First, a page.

Jennifer Terry, ‘Shuttles in the Rocking Loom’: Mapping the Black Diaspora in African American and Caribbean Fiction. Liverpool: Liverpool University Press, 2014. vii + 228 pp. (Cloth US$89.96)
Jennifer Terry’s multinational and theoretically informed study of African Atlantic fiction ranges from W.E.B. Du Bois through Maryse Condé to Caryl Phillips and from C.L.R. James through Octavia Butler to Dionne Brand. As she contends, the etymology of diaspora suggests both routes and roots; her astute study explores these writers in terms of imagined and actual movements as well as the national, local, and regional narratives and histories that inform them. She is insistent on the importance of place over placelessness in diasporic fiction, while being wary of the pitfalls of nationalism in the narrower kinds of African Atlantic criticism. Thus, she articulates a useful critique of Houston Baker’s remark that “the exclusive focus on black U.S. experience can reinforce a constraining nationalism or even exceptionalism” (p. 15) that stymies cross-cultural criticism. Her study provides exactly the opposite kind of endeavor; it is open, multilingual, and attuned to the specificity of place while always making connections to other writings in the diaspora. For instance, in a sustained and incisive reading of Earl Lovelace’s Salt, Terry demonstrates how the “fixation on departure and estrangement from the local illustrates Glissant’s notion of ‘transferred space,’ a mapping informed by imperialist values that confer importance and indeed civilization on elsewhere” (p. 91). She shows how Lovelace’s local Caribbean space is marginalized by the workings of Anglocentric hegemony.
The book’s structure in four chapters—“Legacies of Slavery in the U.S. North and South,” “Landscapes of the Caribbean Plantation and Interior,” “Sea Changes: Middle Passages and Voyages,” and “Home and City Space: Claims, Cosmopolitanisms and Dwelling”—works well, the first two dividing U.S. and Caribbean authors and the latter two melding them. All four have merits, but occasionally there is a feeling that too many authors (around thirty overall) are discussed. Terry manages to say new things about even the most critiqued novels. For instance on Toni Morrison’s Jazz (1991), she for once looks not at the Harlem Renaissance roots, but the 1990s moment when the novel was written, showing how it engages in fruitful and critical dialogue with Francis Fukuyama’s The End of History and the Last Man (1991), refuting his “notion that history is ‘over’ and insisting that the struggles that have shaped the modern world have not and will not disappear” (p. 54). Later in the study Terry uses Jamaica Kincaid’s A Small Place (1988) to show the problematics of the apolitical in relation to contemporary realities on a Caribbean island. After describing how Kincaid outlines the visual attraction of the island, she shows how “she simultaneously conveys a kind of alienation from landscape, using this to suggest a kind of objectification … Kincaid’s blunt perspective thus brings about a reappraisal of the received aesthetics for the Caribbean … demythologizing and forcing a harder look” (p. 81). Terry’s fictional mappings use this as her stepping off point for the way other Caribbean writers interpret the landscape.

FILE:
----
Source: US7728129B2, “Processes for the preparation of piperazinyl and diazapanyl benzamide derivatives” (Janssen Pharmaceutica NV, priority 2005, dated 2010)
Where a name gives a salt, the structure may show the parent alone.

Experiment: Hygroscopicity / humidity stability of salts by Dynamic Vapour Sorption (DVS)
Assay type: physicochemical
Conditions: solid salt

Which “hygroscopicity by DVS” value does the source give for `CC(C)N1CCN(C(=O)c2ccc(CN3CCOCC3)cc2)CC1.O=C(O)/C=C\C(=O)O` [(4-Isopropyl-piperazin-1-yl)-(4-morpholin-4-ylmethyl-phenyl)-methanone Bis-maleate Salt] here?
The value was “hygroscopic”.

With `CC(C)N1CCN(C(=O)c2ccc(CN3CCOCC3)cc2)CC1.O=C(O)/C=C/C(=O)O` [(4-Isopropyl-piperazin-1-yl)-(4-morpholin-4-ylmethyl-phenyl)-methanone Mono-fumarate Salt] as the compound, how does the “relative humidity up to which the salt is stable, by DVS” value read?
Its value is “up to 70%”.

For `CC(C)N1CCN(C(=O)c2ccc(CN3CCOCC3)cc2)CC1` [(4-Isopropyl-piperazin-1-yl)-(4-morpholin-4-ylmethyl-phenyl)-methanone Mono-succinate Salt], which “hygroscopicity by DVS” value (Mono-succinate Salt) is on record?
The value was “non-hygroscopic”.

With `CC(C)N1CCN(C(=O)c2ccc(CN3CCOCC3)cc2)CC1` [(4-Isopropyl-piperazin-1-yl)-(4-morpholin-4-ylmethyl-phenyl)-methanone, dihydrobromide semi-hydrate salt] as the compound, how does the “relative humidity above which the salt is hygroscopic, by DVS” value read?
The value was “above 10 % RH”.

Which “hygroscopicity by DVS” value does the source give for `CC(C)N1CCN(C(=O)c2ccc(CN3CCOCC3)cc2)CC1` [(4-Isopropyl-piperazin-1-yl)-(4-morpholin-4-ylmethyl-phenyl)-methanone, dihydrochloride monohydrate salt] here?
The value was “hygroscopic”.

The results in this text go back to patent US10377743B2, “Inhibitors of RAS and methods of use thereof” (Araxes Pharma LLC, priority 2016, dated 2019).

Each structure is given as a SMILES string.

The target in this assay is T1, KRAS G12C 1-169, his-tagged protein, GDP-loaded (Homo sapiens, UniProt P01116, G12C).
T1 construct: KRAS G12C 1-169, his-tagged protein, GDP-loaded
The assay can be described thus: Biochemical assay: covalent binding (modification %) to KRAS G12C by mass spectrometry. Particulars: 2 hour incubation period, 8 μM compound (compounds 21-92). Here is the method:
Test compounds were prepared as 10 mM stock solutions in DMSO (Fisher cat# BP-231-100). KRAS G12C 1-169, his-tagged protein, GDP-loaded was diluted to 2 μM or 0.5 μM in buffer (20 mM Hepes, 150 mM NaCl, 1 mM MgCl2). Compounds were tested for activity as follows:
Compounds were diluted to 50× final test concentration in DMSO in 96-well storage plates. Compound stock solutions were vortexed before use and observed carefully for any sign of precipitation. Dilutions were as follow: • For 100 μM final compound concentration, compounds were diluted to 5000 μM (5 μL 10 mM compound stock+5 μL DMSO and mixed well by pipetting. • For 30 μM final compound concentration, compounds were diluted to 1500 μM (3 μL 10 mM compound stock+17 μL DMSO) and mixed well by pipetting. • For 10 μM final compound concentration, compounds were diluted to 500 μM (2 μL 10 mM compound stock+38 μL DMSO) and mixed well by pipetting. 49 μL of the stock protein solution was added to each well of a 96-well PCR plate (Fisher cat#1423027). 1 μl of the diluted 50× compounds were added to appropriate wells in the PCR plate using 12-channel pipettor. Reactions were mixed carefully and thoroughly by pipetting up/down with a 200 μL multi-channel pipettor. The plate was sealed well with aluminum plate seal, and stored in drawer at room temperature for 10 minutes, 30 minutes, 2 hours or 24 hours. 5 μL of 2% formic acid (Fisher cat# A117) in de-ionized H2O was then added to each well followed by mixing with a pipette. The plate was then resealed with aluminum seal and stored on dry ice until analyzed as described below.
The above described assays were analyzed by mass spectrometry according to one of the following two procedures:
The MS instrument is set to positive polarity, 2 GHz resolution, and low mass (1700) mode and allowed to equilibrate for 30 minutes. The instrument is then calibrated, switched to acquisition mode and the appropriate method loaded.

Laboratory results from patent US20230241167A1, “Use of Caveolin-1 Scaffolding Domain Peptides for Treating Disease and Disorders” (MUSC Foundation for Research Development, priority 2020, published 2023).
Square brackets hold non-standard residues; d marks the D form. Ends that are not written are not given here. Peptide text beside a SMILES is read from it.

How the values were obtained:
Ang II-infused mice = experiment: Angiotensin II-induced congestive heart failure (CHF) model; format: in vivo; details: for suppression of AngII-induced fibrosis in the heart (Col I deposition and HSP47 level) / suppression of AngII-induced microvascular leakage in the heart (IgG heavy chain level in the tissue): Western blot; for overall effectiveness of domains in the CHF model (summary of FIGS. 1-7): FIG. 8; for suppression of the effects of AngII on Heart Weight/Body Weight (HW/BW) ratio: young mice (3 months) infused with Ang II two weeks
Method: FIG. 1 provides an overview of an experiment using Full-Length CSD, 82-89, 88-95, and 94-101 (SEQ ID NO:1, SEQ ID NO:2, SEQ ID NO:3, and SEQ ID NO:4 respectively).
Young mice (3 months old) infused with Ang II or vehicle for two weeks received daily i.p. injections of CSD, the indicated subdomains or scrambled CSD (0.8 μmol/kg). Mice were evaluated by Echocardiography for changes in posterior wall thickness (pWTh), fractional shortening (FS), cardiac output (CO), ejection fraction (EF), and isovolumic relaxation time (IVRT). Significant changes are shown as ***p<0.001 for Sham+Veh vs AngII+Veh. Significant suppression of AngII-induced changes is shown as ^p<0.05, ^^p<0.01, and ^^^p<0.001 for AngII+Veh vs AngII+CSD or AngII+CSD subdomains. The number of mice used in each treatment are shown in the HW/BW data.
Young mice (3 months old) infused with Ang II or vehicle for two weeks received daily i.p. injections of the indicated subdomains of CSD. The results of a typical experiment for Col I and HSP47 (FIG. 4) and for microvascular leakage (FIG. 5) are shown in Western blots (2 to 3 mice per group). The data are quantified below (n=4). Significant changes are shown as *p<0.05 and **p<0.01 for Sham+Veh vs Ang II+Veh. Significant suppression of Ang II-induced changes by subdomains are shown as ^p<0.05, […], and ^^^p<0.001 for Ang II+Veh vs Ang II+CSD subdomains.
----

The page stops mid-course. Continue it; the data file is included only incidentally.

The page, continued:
Probably the strongest chapter is the one on the Middle Passage, in which she interrogates Édouard Glissant, Toni Morrison, and Paule Marshall with a wide range of secondary sources and historical contexts, showing how the “Atlantic depths are hence haunted by the presence of the drowned, their marking of a history of suffering and of spiritualised trajectories and connections proving suggestive for fictional voyages that remind and retrace” (p. 123). What Terry shows throughout this book is the way that African diasporic resilience, surviving the trauma, ultimately reveals enmeshed histories that often aptly explicate the journeys made. The importance of remaking histories to many of these narratives is something to which she constantly returns. Later, in looking at recrossings of the Atlantic to Europe, she complicates the stories, though ultimately she shows how novels by writers such as Andrea Levy and Phillips “signal the narrative of diasporan migration to be as much about securing dwelling as about movement or travel” (p. 198).